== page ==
Friday, May 26, 2017

The war on dust

Sometimes I wonder, what would happen if we collectively gave up on dust. What if we just let the city sink under the dust for a whole month, or even a year?

The other day, I was out walking, and may have spotted a demo version of such an eventuality. The pavement lay fractured and unswept. Dust had settled in so firmly that although it was made of coloured paving blocks, everything looked a uniform shade of dull brown. It ran parallel to a divider which had been prettied up with some green plants. But, dust lay so thick on each leaf that the plants too wore a vomitous shade of dun. Sheets of metal lay around covered in grey dust. An old scooter was parked nearby, also covered in dust. The scene suggested decay, abandonment, despair, and it was infinitely depressing.

Saturday, May 13, 2017


A couple of decades ago, however, someone high up in the municipal corporation of Mumbai must have decided to try something new. Interlaced paver blocks were rumoured to be a better idea than concrete or tarred roads. Some people joked that the politicians who pushed for this change probably had relatives who had set up paver block factories. Who knows?

I have to admit that I was pleased to see paver blocks for totally impractical reasons. They made for interesting shapes and colours. I liked looking at the geometrical patterns unfolding under my feet, and a road or pavement or walkway could be terracotta red or yellow. I kept hoping that the authorities would get more inventive and ask for more colours to be embedded into the design – green, blue, black, teal. Why not? Just imagine, what if entire stretches of road could be made into designer works of art? Paver blocks could be set in different colours to make images or portraits. One could embed messages in the shape of words. At the very least, the street could tell us its own name. If we got really creative, we could leave capsules of history strewn about the city. Suburb by suburb, street by street, we could learn to remember where we were, and how we got here.

Thursday, May 11, 2017

Some questions for Mr Kejriwal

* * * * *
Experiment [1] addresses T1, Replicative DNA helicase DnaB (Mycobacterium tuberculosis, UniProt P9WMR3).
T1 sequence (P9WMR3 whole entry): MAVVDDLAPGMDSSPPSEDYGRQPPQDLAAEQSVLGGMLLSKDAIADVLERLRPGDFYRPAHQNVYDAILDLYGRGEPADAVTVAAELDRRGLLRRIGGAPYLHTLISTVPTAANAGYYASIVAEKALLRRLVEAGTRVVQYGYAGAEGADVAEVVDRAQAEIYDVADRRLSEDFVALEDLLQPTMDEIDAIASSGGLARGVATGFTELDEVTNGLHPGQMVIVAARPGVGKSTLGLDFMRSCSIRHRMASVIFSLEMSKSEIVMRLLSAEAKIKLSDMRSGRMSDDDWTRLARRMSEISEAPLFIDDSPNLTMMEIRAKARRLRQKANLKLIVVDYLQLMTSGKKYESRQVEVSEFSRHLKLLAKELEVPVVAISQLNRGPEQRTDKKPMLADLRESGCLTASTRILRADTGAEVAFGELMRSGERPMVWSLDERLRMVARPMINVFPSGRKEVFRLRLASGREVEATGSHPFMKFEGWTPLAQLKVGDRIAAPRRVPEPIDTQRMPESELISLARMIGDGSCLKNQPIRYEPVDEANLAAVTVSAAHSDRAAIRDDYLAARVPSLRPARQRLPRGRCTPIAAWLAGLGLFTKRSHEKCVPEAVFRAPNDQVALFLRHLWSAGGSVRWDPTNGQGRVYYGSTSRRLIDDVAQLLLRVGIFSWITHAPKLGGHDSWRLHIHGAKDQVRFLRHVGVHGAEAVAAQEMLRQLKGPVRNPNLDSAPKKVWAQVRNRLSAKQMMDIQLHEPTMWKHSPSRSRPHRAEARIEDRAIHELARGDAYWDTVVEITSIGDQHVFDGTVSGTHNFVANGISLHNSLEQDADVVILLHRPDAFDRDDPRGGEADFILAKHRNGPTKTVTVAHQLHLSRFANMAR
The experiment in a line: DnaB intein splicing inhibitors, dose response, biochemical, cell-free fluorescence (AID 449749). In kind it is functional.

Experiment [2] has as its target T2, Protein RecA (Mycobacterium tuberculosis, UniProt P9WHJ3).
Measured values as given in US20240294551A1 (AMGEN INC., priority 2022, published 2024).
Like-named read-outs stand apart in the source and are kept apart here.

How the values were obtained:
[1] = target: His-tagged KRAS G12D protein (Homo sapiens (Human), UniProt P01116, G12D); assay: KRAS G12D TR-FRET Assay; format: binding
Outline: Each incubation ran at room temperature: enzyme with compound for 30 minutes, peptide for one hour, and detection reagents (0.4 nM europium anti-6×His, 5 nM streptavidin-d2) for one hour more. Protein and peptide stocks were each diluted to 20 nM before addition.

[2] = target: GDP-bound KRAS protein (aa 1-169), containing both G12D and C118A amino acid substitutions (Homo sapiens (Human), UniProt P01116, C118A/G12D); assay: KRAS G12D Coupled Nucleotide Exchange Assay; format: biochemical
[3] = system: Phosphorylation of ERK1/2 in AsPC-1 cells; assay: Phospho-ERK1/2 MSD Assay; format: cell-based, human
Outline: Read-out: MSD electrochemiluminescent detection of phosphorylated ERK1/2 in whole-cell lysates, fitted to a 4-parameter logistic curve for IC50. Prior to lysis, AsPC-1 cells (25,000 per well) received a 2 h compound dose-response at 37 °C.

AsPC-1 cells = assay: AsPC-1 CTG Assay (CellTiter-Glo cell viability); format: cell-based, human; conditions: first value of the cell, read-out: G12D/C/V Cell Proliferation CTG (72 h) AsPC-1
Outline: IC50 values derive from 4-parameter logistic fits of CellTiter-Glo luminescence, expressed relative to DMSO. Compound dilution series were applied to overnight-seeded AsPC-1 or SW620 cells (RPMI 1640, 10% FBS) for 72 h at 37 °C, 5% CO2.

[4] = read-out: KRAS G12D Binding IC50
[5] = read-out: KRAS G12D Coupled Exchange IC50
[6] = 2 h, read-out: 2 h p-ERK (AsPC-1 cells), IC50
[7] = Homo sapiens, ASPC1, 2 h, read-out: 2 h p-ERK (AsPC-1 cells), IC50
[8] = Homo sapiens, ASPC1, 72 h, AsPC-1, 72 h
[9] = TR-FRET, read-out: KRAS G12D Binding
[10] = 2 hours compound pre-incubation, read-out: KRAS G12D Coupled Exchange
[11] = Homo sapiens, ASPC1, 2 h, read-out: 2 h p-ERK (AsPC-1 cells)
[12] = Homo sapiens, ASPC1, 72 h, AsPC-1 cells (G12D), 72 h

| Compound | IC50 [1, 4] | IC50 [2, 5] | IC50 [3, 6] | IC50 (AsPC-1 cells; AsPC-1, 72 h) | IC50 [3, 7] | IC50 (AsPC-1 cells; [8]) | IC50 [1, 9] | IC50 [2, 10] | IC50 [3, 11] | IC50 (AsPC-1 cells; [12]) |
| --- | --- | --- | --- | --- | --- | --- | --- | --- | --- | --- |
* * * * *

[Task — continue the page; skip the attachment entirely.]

Just a few days ago, I was having a cup of coffee with a friend and like all good Indians, we discussed politics. Lots of breast-beating (metaphorical, of course). We discussed you: AAP as an alternative and you as the last round of ammunition in the nation’s democratic belt.

I had my doubts, but it was not on account of electoral setbacks. For a new political outfit, one without a lot of money backing it, AAP did alright in Punjab and Goa. You didn’t "lose" ’em because you didn’t have ’em to begin with. My doubts were about your values.

My friend argued, what do I know about your values? How could I judge?

I was judging you as I judge all politicians - through statements and silences, through action and inaction.

I noticed you doing good viz health and education, electricity and water. You are trying to fix a deeply unequal system and I respect that. But sometimes I wonder if you are committed to core constitutional values. Freedom of religion, speech, choice. Justice: social, economic and political. Equality. You talk the talk. Do you intend to walk it?

Tuesday, May 09, 2017

Triple the Trouble

Women of all religions should worry. A majority government can change laws so that women no longer inherit land, widows no longer remarry, divorce is no longer permissible.

Already, some states restrict freedom of faith by preventing citizens from converting to other religions. Our freedom to eat and drink what we want has been legally curtailed.

No government has passed laws making inter-caste and inter-community marriage easier. The Constitution has been subverted repeatedly.

As far as Muslim women are concerned, ladies, you need to up your game and start fighting in earnest. Feel free to follow a set of civilian laws if you want, for no force is permitted in your religion. But if you follow religious law, learn to make it work for you.

Fight. But don’t just stop at triple talaq. That is a tiny problem. The big problem is independence.

Read this column on Triple Talaaq and Indian Muslim women's struggle to get rid of it:

Sunday, May 07, 2017

The TT and UCC conversation

I had shared some thoughts on the debate around Triple Talaaq and Uniform Civil Code with the newspaper Sakaal Times: 

- Women are not paid wages if they work alongside their husbands or within the household. So if a marriage collapses, they have no money or house of their own. This is true for Hindu women too. The right to inherit property for Hindu daughters is a recent development. It took many decades of fighting orthodox and conservative elements within Hindu society.

- Marriage and divorce are finally personal matters, and cannot be legislated beyond a point. What the state needs to do is to secure individual freedoms and offer greater safety nets for all citizens, regardless of religion or gender.

On the Uniform Civil Code:

The problem is not that the Modi government wants Uniform Civil Code but that they want Muslim marital laws to be the same as Hindu upper caste/ Brahmin laws. Even the laws governing Hindu marriages are actually not reflective of all traditions. After all, divorce was freely available and common among many tribal communities that broadly fall under the umbrella of ‘Hindu’. The British had to legislate and codify laws only because upper caste Hindu groups did not allow divorce, or widow remarriage, etc. Polygamy and polyandry, both are a part of Indian cultural history.

You can read the interview version here
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